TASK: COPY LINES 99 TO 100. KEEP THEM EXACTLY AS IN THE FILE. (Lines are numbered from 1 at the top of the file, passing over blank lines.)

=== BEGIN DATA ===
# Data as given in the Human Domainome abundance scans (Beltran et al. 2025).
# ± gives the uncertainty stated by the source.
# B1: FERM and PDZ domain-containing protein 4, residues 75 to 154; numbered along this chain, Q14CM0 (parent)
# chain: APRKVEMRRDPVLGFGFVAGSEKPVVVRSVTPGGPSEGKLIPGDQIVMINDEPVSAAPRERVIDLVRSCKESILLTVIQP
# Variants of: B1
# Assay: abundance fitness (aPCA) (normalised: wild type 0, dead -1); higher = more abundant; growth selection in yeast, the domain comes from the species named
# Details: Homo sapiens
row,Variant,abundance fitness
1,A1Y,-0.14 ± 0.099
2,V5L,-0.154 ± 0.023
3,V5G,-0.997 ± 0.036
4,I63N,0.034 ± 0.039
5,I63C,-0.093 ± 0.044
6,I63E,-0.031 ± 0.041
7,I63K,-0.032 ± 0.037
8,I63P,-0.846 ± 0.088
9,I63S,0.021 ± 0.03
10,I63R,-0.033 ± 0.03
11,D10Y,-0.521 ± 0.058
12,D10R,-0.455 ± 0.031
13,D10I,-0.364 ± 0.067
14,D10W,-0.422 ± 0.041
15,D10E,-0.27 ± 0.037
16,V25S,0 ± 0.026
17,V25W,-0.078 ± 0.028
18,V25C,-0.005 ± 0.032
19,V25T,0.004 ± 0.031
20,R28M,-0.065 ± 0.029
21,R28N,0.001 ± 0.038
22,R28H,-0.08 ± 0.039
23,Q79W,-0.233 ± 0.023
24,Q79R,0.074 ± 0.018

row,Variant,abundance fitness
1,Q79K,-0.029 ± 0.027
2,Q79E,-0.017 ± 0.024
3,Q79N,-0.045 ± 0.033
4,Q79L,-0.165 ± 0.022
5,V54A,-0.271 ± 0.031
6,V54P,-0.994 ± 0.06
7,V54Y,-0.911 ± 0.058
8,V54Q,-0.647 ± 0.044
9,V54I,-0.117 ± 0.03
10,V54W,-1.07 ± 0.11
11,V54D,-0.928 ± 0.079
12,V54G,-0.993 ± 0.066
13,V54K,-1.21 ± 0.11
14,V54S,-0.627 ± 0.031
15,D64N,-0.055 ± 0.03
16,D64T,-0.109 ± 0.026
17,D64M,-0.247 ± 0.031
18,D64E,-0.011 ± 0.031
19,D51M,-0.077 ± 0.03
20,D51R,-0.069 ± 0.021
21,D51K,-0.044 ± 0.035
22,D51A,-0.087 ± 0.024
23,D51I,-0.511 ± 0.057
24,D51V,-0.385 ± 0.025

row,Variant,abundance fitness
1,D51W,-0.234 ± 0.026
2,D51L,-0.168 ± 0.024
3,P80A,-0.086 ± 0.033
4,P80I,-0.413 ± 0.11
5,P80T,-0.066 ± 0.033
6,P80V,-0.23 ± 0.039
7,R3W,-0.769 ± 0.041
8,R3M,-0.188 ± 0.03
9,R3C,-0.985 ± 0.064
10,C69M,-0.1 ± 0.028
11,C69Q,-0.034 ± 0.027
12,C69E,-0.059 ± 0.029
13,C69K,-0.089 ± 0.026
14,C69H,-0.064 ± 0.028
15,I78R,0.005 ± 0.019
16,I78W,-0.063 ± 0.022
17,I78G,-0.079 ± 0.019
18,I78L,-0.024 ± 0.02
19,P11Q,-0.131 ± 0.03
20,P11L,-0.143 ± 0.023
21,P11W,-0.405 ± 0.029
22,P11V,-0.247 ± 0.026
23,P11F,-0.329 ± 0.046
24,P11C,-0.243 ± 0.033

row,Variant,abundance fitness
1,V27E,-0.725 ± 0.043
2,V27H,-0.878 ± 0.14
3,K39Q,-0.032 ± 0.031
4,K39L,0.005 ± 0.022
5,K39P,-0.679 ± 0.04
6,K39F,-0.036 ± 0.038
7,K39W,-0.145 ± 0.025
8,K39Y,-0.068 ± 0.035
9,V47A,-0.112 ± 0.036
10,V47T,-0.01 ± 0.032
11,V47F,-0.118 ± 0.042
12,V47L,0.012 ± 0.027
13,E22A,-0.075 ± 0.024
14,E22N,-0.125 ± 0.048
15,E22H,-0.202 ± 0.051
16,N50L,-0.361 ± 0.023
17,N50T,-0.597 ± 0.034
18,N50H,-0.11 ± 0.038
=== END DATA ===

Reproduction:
16,N50L,-0.361 ± 0.023
17,N50T,-0.597 ± 0.034